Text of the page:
Governments utilize policies to impact the efficiency of labor markets. These policies are designed to increase employment by encouraging people to look for work, make it easier for people to get to work, provide support for people who are working, create opportunities for employment, and help people become qualified to work.
This analysis comes from a report, conducted by researchers at the Illinois Economic Policy Institute and the Project for Middle Class Renewal at the University of Illinois at Urbana-Champaign. The report is a national investigation into an assortment of labor market and economic policies that support employment and should be fully implemented in Illinois.
There are four public policies that directly support employment:
- Improving the share of the population with a bachelor’s degree increases a state’s human capital, productivity, and technological and innovative capacities. A one percentage-point increase in the share of the population with a bachelor’s degree is statistically associated with a 0.80 percentage-point increase in the employment rate.
- Increasing the number of three and four year olds in state early childhood education programs improves outcomes for children later in life and supports employment because parents, particularly mothers, re-enter the workforce instead of staying at home with their kids. A one percentage-point increase in the share of three and four year old children enrolled in state early childhood education programs also has a statistically significant impact, increasing the working-age employment rate by 0.07 percentage point.
- Improving and expanding roads, bridges, highways, subways, railroads, and waterways all provide direct jobs to construction workers over the short term and allows businesses to efficiently bring their product to market in the long run. As a result, a one percentage-point increase in the highway share of state expenditures is statistically associated with a 0.39 percentage-point increase in the working-age employment rate.
- Reducing the average travel time commuting to work increases worker-to-firm connectivity and improves economic output by providing individuals with more time to engage in productive activities rather than sitting idle in congested traffic. A 20-minute drop in mean travel time to work would increase the working-age employment rate by 0.09 percentage point.
In addition, there is one government practice that indirectly supports employment:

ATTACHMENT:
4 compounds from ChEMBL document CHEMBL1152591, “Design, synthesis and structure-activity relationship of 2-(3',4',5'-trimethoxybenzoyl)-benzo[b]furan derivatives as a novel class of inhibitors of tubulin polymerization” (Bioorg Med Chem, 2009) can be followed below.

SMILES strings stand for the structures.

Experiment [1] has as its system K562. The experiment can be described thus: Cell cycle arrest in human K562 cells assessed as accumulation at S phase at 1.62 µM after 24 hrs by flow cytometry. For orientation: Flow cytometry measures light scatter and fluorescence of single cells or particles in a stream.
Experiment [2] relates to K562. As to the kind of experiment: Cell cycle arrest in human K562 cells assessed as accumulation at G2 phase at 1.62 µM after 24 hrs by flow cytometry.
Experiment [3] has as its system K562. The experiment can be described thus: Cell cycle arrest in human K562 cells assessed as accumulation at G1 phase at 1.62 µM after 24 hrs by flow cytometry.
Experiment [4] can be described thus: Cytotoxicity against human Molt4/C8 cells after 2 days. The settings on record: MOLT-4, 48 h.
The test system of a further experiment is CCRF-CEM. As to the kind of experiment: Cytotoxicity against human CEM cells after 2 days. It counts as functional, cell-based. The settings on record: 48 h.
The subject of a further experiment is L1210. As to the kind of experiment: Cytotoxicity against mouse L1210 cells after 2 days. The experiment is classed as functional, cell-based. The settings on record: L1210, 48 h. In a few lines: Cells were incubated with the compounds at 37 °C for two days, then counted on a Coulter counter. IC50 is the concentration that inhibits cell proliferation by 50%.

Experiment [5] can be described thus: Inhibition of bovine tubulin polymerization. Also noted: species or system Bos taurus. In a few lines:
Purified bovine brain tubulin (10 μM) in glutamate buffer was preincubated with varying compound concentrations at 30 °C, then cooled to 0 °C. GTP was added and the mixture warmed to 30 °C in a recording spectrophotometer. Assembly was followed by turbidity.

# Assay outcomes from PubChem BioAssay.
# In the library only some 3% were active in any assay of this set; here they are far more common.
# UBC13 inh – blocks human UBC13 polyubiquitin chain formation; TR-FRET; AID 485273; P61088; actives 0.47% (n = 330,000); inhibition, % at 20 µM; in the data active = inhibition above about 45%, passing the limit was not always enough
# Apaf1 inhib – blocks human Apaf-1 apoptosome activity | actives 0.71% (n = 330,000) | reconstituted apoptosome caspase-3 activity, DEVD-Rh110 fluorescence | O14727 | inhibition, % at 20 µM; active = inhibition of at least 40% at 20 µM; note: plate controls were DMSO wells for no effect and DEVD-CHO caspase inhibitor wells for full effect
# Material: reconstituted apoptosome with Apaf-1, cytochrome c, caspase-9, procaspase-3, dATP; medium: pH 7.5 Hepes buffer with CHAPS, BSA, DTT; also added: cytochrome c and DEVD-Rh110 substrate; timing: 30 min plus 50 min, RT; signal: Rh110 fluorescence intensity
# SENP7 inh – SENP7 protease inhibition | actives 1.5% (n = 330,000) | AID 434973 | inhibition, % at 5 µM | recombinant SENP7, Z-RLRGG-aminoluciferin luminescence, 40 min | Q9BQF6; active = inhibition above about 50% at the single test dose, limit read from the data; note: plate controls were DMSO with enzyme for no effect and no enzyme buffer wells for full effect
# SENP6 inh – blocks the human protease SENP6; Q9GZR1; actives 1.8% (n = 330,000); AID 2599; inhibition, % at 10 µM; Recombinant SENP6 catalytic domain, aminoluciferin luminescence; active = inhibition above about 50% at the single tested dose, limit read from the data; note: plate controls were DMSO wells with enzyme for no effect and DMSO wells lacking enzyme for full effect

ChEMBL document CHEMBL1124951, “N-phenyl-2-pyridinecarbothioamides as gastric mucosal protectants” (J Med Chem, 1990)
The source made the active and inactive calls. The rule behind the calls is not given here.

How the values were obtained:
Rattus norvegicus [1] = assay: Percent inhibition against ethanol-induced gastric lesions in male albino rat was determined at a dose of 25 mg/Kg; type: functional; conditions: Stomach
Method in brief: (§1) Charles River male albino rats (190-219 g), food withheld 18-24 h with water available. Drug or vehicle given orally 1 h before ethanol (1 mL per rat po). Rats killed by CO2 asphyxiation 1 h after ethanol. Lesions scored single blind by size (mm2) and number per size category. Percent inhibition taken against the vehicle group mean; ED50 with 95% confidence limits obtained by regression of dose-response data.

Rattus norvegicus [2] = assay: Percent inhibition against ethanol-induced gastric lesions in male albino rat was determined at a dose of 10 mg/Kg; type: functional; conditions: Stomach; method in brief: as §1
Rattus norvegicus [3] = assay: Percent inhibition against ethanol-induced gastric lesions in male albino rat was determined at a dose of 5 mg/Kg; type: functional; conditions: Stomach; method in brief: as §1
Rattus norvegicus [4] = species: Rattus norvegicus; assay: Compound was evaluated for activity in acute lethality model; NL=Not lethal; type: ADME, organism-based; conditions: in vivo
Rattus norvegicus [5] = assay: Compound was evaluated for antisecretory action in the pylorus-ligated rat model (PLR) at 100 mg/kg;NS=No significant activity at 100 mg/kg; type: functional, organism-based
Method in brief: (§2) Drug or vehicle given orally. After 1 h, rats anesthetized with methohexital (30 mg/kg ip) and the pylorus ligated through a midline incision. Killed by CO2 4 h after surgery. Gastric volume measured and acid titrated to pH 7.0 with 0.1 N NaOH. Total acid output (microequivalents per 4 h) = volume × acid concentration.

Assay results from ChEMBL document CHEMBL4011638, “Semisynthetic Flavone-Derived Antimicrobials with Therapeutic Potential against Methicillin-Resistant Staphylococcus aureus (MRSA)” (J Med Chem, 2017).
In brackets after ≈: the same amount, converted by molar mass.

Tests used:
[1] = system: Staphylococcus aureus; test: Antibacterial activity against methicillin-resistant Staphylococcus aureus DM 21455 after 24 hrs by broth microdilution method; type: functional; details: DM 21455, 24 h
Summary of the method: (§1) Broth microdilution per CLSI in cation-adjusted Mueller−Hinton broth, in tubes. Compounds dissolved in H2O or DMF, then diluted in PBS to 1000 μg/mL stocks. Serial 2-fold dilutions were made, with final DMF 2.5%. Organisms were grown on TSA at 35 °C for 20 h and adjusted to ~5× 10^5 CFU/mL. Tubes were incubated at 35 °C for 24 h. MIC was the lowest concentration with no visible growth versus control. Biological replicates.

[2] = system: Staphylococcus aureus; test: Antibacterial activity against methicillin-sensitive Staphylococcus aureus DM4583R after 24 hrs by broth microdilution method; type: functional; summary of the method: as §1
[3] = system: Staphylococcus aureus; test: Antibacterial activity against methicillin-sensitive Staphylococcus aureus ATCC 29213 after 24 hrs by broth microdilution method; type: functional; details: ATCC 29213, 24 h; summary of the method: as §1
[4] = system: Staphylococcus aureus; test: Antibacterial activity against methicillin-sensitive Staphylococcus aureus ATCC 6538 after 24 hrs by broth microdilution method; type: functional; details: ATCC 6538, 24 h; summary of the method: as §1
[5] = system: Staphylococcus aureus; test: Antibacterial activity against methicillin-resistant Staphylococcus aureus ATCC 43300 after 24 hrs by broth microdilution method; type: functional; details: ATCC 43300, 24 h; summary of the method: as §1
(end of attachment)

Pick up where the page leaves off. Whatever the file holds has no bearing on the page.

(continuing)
- Higher budget surpluses in state government improve investor confidence in states and ensure that funds are available during recessions and other economic downturns. A one percentage-point increase in the state’s budget surplus over total revenue is associated with a 0.20 percentage-point increase in the working-age employment rate.
There are nine additional policies and factors examined that have no apparent direct impact on the working-age employment rate. Among these are “right-to-work” policies and the state-level unionization rate. Contrary to political rhetoric, a higher union density does not reduce employment and related policies to limit the power of labor unions have no discernible impact on the working-age employment rate. Small or modest increases in state sales taxes and corporate income taxes all also have no direct statistical impact on the employment rate. However, tax revenues do enhance the capacity to produce spending on the five major areas that were found to strongly support employment.
The Need To Invest In Illinois’ Infrastructure
When the government invests in its road and other transportation infrastructure, businesses and workers become more connected and have more time to engage in productive activities. Physical capital investment supports both workers and employers. When the government invests in educating residents of all ages, businesses and workers become more innovative, more productive, and more efficient.
Human capital investment supports both workers and employers. When the government balances the budget and carries over surplus revenues, the savings– which can be invested– are an investment in the future. Businesses and workers know that their government is responsible and will be able to make critical training and infrastructure investments in the future, especially during economic downturns when they are severely needed. A budget surplus supports both workers and employers.
But Illinois’ transportation and water infrastructure is massively underfunded. Without a change in federal funding, the State will have to increase revenue by $2.75 billion annually to maintain and modernize its infrastructure over the next decade and beyond.
Currently, 42 percent of Illinois’ major roads are in poor condition. Poorly maintained roads lead to increased numbers of vehicle crashes, which cost Illinois drivers $3.7 billion a year. It also leads to extra traffic congestion, which besides being frustrating, annually costs the state $9.2 billion (ILASCE, 2014). The lack of state funding shifts costs onto residents while threatening their safety.
Analysis from the Illinois Economic Policy Institute. For further reading: